Honda is shutting down its UK factory in Swindon in 2021 and putting a total of 7,000 jobs at risk, the company confirmed on Tuesday.
Swindon, which serves as Honda’s sole European hub, directly employs 3,500 people. But another 3,500 jobs could disappear too.
“A further 3,500 people may be affected when we take into account other Honda businesses … that provide parts supply, logistics, and support to the Swindon factory,” the company said in a written statement. The jobs are within Honda subsidiaries and “affiliated companies,” it said.
The British car industry directly employs roughly 186,000 people in the UK, with a total of 856,000 jobs dependent on the sector, according to recent data from the Society of Motor Manufacturers and Traders (SMMT).
The Japanese car manufacturer said the factory closure was the result of a push towards expanding its electric car production. Brexit was not mentioned in the statement, though it remains top of mind as the Brexit deadline approaches next month.
“This proposal comes as Honda accelerates its commitment to electrified cars, in response to the unprecedented changes in the global automotive industry,” Honda (HMC) said in a written statement.
The company is expected to consolidate its production in Japan after the country recently signed a free trade deal with the European Union.
“The significant challenges of electrification will see Honda revise its global manufacturing operations, and focus activity in regions where it expects to have high production volumes,” the company said.
Industry experts say Brexit also played a huge role in the decision.
“I have listened to several Honda senior executives [at a recent industry event] saying that membership of the [EU] customs union was needed for them to operate in the UK … This should not come as a surprise to anyone who took the industry warnings seriously,” said Oxford professor Matthias Holweg, who specialises in manufacturing and operations management.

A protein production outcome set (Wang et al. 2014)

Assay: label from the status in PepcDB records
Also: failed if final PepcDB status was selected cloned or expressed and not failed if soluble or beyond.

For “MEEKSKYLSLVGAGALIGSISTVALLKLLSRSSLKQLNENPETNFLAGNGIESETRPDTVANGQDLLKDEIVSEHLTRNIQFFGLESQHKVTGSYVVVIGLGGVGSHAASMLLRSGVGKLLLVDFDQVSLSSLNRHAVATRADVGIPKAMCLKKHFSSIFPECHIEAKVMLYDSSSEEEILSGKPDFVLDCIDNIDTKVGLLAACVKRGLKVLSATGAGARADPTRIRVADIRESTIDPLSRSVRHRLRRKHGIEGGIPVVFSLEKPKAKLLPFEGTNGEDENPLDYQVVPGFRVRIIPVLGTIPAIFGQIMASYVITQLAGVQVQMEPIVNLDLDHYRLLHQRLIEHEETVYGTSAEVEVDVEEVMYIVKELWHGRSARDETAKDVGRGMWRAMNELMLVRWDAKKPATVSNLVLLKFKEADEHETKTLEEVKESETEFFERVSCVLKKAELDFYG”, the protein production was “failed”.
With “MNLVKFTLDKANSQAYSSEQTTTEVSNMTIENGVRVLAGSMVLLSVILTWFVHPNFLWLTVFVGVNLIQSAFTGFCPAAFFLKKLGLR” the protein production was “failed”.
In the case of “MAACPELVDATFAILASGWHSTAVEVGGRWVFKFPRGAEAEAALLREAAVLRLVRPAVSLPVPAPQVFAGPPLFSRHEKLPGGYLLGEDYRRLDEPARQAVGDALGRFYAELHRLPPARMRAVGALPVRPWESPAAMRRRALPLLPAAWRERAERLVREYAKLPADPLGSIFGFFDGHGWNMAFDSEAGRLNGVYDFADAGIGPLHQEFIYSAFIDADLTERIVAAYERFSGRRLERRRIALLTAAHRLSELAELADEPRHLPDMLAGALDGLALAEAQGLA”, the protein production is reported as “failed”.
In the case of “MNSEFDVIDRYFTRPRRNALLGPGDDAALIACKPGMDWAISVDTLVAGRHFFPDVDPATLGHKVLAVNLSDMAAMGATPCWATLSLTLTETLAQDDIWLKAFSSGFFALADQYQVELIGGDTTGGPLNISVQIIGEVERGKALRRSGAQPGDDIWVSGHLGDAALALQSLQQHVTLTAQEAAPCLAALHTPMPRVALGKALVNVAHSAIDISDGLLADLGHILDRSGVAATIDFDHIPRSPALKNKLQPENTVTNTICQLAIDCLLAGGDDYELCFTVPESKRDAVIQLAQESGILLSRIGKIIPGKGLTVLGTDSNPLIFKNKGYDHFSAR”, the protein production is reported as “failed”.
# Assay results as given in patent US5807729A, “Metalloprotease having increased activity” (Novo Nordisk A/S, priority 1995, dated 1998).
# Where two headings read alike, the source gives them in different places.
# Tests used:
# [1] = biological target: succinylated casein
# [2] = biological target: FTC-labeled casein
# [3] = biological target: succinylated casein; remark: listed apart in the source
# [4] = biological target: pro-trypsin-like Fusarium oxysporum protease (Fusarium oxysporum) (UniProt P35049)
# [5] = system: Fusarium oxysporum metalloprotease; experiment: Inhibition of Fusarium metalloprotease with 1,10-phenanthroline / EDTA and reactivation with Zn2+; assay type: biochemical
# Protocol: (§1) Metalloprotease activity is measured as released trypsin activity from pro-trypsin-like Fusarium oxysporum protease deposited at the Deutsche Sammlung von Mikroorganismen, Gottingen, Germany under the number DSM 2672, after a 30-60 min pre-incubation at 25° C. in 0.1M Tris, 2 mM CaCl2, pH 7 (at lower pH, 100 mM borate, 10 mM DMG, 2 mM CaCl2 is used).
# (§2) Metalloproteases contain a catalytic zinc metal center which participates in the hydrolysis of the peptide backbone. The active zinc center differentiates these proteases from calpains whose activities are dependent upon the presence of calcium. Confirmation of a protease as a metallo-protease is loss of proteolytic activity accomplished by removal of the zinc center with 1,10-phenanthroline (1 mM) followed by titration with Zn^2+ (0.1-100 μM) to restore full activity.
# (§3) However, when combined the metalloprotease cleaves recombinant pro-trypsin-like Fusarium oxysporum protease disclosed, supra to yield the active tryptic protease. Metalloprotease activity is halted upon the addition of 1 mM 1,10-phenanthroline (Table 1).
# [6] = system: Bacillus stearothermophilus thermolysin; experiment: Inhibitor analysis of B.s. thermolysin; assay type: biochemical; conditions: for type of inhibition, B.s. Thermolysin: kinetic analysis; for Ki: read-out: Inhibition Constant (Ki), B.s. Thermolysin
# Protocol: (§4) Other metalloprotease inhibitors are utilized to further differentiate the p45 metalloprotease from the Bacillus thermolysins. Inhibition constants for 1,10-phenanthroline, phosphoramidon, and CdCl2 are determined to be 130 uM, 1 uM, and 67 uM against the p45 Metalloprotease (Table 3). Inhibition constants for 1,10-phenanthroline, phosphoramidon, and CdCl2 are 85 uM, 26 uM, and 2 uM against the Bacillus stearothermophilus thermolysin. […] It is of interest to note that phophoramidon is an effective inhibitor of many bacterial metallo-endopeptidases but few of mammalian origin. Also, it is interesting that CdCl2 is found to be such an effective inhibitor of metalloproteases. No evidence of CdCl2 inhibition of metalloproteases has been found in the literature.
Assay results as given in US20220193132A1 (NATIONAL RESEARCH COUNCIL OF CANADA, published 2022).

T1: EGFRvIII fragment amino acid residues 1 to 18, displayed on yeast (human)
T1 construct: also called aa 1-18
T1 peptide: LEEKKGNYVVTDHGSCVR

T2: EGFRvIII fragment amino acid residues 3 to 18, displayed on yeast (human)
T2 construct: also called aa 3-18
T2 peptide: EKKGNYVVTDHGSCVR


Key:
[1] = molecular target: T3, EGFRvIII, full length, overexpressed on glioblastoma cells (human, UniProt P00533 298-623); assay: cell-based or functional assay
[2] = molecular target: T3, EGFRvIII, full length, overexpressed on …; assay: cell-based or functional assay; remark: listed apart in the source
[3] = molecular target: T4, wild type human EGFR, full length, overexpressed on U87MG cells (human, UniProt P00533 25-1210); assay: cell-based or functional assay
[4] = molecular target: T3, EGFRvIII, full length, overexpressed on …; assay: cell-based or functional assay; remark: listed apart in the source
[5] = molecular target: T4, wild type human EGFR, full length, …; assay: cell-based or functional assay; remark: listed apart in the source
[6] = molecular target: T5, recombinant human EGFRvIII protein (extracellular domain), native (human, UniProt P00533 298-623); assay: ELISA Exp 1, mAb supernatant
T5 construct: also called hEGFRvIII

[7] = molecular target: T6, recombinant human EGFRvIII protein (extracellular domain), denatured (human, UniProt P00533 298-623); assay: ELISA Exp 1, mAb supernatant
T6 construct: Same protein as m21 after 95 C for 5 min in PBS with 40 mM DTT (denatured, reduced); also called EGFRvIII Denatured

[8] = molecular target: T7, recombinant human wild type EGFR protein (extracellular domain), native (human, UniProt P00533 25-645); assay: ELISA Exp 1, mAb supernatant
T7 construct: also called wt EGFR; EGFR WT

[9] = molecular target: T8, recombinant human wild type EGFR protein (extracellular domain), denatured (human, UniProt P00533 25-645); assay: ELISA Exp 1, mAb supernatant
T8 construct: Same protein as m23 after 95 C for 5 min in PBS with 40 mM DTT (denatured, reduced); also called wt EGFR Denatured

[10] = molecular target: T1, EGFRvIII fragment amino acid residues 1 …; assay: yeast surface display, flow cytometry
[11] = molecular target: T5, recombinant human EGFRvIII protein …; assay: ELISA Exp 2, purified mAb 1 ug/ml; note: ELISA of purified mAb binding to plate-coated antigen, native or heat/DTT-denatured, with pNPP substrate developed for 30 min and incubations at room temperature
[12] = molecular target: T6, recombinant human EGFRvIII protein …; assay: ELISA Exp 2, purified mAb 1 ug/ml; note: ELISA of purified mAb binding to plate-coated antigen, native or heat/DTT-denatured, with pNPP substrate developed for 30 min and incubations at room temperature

Holweg noted that the EU-Japan free trade deal also factored into the plan to move production back to Honda’s home base.
Honda’s Swindon factory built just over 160,000 Civic cars last year, or about one in every 10 British-made cars. The cars are shipped to 70 countries around the world.
The UK government’s business secretary Greg Clark called the move a “bitter blow” for workers.
“The automotive industry is undergoing a rapid transition to new technology. The UK is one of the leaders in the development of these technologies and so it is deeply disappointing that this decision has been taken now,” the MP said in a written statement.
The factory closure announcement comes just weeks after Jaguar Land Rover announced plans to cut 4,500 jobs, or about 10% of its workforce. Ford (F) is also cutting thousands of jobs in Europe, with Unite the Union previously warning that the American company would cut about 1,150 jobs in the UK.
Another Japanese car company — Nissan (7201.T) — said this month that it wouldn’t build its X-Trail SUV in the UK as previously planned. Instead, production of the cars will move to Japan.
Nissan’s Europe chairman Gianluca de Ficchy said at the time that “continued uncertainty around the UK’s future relationship with the EU is not helping companies like ours to plan for the future.”
The new X-Trail would have created roughly 740 new jobs at Nissan’s British factory.
Honda also said last month that it would shut its British operations for six days in April to help counter any border disruption from Britain’s planned departure from the European Union.
Industry executives and experts have warned for years that Brexit posed a potentially insurmountable challenge for the car industry as it threatened to stop the seamless flow of trade in cars and parts between the UK and EU.
More than half of all cars built in the UK are shipped to the European Union, with zero tariffs and virtually no border checks between both sides.
Brexit is scheduled for 29 March and the risk remains of a no-deal Brexit, where the UK and European Union are unable to finalise their divorce. This is expected to create huge slowdowns at the border, new tariffs, and a sharp negative reaction in financial and currency markets.
The car industry is also suffering from a sharp drop in demand for diesel vehicles in Europe, along with a shift in consumer tastes towards SUVs and away from small cars. Plus, US-China trade tensions, which led to a recent drop in Chinese vehicle demand, have been a big problem for many players. These issues, alongside Brexit, have also been blamed for recent upheaval in the industry.